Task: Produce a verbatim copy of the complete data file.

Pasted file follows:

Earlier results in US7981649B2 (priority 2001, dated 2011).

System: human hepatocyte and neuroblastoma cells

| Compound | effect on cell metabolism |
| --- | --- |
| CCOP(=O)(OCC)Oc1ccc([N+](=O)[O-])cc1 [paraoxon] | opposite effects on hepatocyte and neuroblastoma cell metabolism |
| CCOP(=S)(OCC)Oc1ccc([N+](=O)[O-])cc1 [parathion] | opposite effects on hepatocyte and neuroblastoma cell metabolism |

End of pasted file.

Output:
Earlier results in US7981649B2 (priority 2001, dated 2011).

System: human hepatocyte and neuroblastoma cells

| Compound | effect on cell metabolism |
| --- | --- |
| CCOP(=O)(OCC)Oc1ccc([N+](=O)[O-])cc1 [paraoxon] | opposite effects on hepatocyte and neuroblastoma cell metabolism |
| CCOP(=S)(OCC)Oc1ccc([N+](=O)[O-])cc1 [parathion] | opposite effects on hepatocyte and neuroblastoma cell metabolism |